The Conveying of Life
Take a look at the following passages from Scripture:
“For because you did not do it the first time, the Lord our God broke out against us, because we did not consult Him about the proper order.” 1 Chronicles 15:13
“Moreover Jehoiada the son of Paseah and Meshullam the son of Besodeiah repaired the Old Gate; they laid its beams and hung its doors, with its bolts and bars.” Nehemiah 3:6
“Thus says the Lord : ‘Stand in the ways and see, And ask for the anceint paths, where the good way is, And walk in it; Then you will find rest for your souls.'”Jeremiah 6:16
What do these seemingly dissimilar Bible verses have in common?
They all point in one way or another to Holy Tradition
So what is Tradition?
The word tradition in Greek is paradosis – mentioned 13 times in the New Testament. The precise meaning is to hand down, along side.
Said another way, the word ‘tradition’ in Scriptures, ‘paradosis’; does not mean imitation of the past but rather delivering a deposit and receiving it. Take a look at these next couple of verses to see the word paradosis in context:
“Moreover, brethren, I declare to you the gospel which I preached to you, which also you received and in which you stand…” 1 Corinthians 15:1
“For this reason we also thank God without ceasing, because when you received the word of God which you heard from us, you welcomed it not as the word of men, but as it is in truth, the word of God, which also effectively works in you who believe.” 1 Thessalonians 2:13
What does this mean?
It means we live the life of Christ in the liturgy as we actively participate!
It means we can be transformed and renewed through God’s active work in us today!
It means we can unite to God who meets us in the present moment, giving us Himself freely. We can exchange our life for His own.
How is this possible? It is because
“Paradosis is the very life of the Holy Trinity as it has been revealed by Christ Himself and testified by the Holy Spirit”
This is why, while the Bible is incredibly important, it is not the foundation of our faith as Orthodox believers. Look at what some early church writers note:
“By tradition, I knew the four gospels, and that they are the true ones.” -Origen (3rd Century)
“Learn also diligently, and from the Church what are the books of the Old Testament, and what are those of the New. -Cyril of Jerusalem (4th Century)
What then is our foundation of faith?
Tradition is because it is our One Source of Revelation; the Church is “built on [this] foundation of the apostles and prophets, Jesus Christ Himself being the chief cornerstone” (Ephesians 2:20).
That is why Met Kallistos Ware defines Tradition as the following:
It means the books of the Bible; it means the Creed; it means the decrees of the ecumenical councils and the writings of the Fathers; it means the Canons, the service books, the Holy icons – in fact he whole system of the doctrine.
Heresies occur when someone takes a verse in the Bible and interprets it himself outside of the Tradition of the Church: decrees of the Councils and the understanding of the whole Church.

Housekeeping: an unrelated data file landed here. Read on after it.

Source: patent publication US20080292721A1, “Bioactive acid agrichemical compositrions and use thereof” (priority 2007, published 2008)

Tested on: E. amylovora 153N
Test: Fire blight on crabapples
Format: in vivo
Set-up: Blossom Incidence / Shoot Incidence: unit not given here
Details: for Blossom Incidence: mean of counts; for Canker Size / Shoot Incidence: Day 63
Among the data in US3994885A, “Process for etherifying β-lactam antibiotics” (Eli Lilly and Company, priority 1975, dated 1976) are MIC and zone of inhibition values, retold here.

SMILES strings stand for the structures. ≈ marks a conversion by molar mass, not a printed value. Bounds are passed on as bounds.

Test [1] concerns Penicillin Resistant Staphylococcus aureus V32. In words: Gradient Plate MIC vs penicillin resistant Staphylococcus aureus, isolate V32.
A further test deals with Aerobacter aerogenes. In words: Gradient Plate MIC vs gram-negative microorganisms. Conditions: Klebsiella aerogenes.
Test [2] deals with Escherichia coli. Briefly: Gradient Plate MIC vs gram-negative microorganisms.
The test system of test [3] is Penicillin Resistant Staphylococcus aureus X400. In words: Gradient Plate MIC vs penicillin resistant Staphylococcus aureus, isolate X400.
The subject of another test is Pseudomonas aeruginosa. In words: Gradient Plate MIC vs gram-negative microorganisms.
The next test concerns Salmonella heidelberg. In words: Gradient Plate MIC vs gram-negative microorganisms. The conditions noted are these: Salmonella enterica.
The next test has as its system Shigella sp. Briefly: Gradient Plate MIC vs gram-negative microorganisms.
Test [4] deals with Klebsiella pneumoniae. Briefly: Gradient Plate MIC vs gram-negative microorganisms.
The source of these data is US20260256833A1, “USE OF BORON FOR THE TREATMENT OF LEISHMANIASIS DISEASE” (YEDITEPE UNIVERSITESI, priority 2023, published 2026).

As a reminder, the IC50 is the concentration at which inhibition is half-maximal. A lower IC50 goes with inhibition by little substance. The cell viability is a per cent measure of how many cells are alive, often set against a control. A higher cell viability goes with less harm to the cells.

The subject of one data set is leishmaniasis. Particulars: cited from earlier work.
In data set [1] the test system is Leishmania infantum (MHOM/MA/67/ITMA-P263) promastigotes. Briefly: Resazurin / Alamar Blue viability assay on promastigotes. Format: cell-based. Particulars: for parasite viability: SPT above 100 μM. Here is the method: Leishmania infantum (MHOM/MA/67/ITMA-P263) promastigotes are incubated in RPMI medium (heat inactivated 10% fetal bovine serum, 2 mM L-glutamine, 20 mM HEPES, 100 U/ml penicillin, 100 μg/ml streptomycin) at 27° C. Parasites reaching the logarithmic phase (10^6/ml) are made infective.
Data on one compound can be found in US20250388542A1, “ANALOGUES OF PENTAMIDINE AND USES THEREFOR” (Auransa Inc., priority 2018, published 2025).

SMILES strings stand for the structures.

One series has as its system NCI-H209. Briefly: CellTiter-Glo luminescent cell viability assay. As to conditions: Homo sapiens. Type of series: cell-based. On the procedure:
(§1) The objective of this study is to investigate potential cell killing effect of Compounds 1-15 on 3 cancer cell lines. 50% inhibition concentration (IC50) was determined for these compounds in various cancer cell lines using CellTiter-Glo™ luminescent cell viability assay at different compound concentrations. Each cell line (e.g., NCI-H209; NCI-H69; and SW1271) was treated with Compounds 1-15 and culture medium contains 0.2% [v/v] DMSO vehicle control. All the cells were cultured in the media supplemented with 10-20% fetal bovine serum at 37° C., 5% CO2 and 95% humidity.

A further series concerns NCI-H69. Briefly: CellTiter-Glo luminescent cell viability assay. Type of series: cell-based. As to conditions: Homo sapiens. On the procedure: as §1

We have one source of authority; the Word of God, actualized and revealed in the Person, life and works of Jesus Christ:
“And there are also many other things that Jesus did, which if they were written one by one, I suppose that even the world itself could not contain the books that would be written. Amen.” John 21:25
This shows that Christ didn’t come to give us a book or a written document. He came to give us Life, He came to give us Himself. In the same way parents don’t give their children a set of instructions of how to live but they lead by example.
It is by the action of the Holy Spirit that ‘the tradition of Christ’ is preserved in the Church life through the successive generation, as He always lives and acts in the Church – inspires her life and makes it a continuity of life:
However, when He, the Spirit of truth, has come, He will guide you into all truth; for He will not speak on His own authority, but whatever He hears He will speak; and He will tell you things to come. He will glorify Me, for He will take of what is Mine and declare it to you (John 16:13-14)
This ‘you’ in the above Bible verse is the collective you of the Church and should not to be interpreted in an individual sense.
It is important to remember that the Church received the ‘word of God’ before it was written on paper therefore when the evangelists and apostles wrote Scripture by the inspiration of the Holy Spirit, the Church accepted it, venerated and understood it as a life she has previously practiced.
Therefore, Tradition is that which Christ Himself bestowed, the apostles proclaimed, and the Fathers safeguarded. It is “what is believed always, everywhere, by everyone” (St. Vincent of Lerins) for the first 1000 years after Christ came. It is the One Source of Revelation and the living stream of the One Life of the Church. Tradition is the Gospel of Jesus Christ interpreted, guarded and passed down through apostolic succession.
Why are there so many ‘different’ meanings of Tradition? What does any of this mean? Why does it matter?
It matters because if we don’t understand these things we will not be able to experience them – we will not be able to enjoy a life in and with the Holy Trinity. It matters because if I don’t understand my faith, how will I witness to others and lead them to the joy of being in the fullness of Christ. It matters because I want to see Him as He is and not as I imagine Him.
I pray we are able to run the race in a manner pleasing to His goodness and learn, live, and pass on the true faith to the next generation!